Yes, I know that I am (very) late to the Biml party…but for reasons I’d not like to bore you with, I am finally learning & using Biml on my first project.
I’ve long been a fan of Varigence and Biml and if you’ve been dragging your feet through the SSIS mud as many times as I have, you would agree. Don’t get me wrong, SSIS works as advertised and you can extend and customize the platform as much as you like…but with all of that flexibility comes a development exercise that’s tedious beyond measure. Biml provides a framework that allows you to recreate SSIS patterns with relative ease, eliminating the tedious process of creating each package individually (or copying and modifying).
In this series of blog posts I’ll take you along for the ride as I learn, develop and implement my first Biml scripts while pointing out some good development practices, considerations, references and potential pitfalls.
Where to start
It’s important to have an understanding of what Biml is, and the guys at Varigence have an excellent learning path for the technology here. If you’re like me, you will probably jump back-and-forth and maybe even skip some of the stuff that you’re familiar with. I found myself coming back to it quite a bit, especially the Biml Basics for SSIS and Introduction to BimlScript guides. The C# Primer was also very helpful as I’ve decided to start converting from VB to C# at the same time.
I’ve used BimlExpress for my project as it’s free and integrated with Visual Studio. You can download it from the Varigence website.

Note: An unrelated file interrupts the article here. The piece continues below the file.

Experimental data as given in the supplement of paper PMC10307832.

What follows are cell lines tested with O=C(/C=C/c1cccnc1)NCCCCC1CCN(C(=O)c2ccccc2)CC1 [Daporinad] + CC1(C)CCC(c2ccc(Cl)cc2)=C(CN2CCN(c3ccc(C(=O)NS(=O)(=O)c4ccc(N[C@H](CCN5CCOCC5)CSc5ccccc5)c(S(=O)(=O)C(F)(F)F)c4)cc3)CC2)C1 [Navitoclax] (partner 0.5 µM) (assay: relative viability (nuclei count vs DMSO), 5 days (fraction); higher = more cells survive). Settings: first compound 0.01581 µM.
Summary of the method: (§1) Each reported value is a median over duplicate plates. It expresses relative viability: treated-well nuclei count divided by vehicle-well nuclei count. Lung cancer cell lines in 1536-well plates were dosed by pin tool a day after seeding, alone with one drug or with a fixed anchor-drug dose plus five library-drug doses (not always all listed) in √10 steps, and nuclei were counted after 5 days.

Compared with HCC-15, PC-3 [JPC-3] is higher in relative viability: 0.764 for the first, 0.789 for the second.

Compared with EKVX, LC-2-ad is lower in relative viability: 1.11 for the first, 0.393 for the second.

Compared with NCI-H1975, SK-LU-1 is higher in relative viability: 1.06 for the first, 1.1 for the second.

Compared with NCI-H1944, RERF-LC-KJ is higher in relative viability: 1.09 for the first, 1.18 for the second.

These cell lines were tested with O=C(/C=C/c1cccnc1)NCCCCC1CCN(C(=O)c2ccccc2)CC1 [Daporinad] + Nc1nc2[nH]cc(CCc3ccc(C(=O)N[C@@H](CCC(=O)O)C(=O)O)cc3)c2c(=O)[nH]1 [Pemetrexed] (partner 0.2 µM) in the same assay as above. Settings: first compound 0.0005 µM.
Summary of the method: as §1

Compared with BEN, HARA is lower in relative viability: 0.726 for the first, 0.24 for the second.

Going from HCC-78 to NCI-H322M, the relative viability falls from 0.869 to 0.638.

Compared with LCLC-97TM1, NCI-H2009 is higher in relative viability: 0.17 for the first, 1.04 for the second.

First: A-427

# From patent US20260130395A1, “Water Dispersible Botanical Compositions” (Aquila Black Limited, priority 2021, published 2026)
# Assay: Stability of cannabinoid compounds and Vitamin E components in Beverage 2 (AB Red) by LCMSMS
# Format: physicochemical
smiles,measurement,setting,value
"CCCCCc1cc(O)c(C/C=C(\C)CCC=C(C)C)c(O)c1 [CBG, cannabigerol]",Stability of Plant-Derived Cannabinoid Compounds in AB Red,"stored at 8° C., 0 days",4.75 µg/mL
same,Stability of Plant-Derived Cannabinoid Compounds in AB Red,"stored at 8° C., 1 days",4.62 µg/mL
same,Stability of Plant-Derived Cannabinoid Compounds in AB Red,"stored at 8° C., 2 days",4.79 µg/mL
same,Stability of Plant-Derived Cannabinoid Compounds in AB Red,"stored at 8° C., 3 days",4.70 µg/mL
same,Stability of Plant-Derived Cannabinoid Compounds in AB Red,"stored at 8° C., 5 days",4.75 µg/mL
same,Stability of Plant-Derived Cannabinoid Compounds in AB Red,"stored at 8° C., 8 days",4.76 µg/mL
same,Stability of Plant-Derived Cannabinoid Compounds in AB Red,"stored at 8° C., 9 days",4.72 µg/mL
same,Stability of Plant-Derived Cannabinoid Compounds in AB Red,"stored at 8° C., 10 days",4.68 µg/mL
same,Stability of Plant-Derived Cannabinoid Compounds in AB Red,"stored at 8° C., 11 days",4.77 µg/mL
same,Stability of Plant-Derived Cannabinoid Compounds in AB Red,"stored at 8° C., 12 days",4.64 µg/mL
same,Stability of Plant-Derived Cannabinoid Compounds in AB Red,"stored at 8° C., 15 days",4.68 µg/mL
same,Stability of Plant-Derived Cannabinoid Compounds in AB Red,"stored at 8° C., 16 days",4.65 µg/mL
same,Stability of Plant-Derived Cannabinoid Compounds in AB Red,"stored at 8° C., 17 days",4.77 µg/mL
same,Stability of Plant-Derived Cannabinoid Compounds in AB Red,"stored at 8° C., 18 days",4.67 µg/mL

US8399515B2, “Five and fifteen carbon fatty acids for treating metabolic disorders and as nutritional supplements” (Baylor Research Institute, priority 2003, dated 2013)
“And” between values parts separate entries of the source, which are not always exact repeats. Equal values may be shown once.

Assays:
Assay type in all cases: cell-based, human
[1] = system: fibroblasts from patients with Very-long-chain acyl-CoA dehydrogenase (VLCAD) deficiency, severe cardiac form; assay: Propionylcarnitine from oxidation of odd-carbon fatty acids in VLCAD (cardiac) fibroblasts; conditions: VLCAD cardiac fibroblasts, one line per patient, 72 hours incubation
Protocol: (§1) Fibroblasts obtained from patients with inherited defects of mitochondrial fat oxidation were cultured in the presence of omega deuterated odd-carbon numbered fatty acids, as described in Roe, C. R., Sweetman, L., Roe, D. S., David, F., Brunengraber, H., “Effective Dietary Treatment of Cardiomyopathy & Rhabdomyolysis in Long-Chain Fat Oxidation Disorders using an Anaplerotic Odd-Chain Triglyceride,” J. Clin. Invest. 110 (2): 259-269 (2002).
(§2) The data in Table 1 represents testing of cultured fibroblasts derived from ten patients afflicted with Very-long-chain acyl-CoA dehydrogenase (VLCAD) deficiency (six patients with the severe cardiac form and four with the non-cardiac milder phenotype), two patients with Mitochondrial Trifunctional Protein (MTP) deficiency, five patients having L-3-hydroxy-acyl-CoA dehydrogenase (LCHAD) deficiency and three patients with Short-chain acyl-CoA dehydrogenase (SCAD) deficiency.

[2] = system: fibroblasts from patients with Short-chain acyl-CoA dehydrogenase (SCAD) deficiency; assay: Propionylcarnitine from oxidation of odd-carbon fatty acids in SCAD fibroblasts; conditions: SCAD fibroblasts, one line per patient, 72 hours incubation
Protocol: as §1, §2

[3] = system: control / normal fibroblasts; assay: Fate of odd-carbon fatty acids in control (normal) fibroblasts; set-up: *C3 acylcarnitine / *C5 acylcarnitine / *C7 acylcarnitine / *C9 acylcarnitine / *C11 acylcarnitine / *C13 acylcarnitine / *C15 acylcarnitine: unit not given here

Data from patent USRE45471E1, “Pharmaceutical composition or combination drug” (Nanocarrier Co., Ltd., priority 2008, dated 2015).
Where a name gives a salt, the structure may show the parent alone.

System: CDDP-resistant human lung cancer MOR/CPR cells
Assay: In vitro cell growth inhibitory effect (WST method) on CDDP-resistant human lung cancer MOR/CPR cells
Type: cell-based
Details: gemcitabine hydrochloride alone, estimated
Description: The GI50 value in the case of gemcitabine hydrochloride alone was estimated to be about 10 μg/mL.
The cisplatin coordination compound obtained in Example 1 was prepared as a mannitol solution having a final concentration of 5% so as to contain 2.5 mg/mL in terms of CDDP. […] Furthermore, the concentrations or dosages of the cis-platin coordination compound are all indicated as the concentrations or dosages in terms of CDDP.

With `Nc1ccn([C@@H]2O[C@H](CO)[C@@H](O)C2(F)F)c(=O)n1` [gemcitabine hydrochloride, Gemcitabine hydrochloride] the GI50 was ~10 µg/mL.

Here’s a few general guidelines from my own experience thus far:
- Start small: There’s a lot to learn here, and trying to master Biml and BimlScript at the same time might be a little overwhelming. Use a single Biml file without automation (BimlScript) to create a basic package (that works). Once you have that syntax mastered for a single package, using BimlScript will be much easier.
- Use an existing package for reference: If you’ve never used Biml before, try to recreate an existing package that’s already working within an SSIS project. Having an existing package will help you compare properties and troubleshoot any issues.
- One size doesn’t fit all: We all have our own development preferences and every project is different. The end goal is to build a framework that makes your life easier, and the amount of automation you implement and how you use Biml might be different from what other people are doing…in fact I almost guarantee that it will be. Find what works for you and use it. Remember the rest for future reference.
Stay tuned for the rest of the series…it’s going to be a fun ride!
Other posts in this series: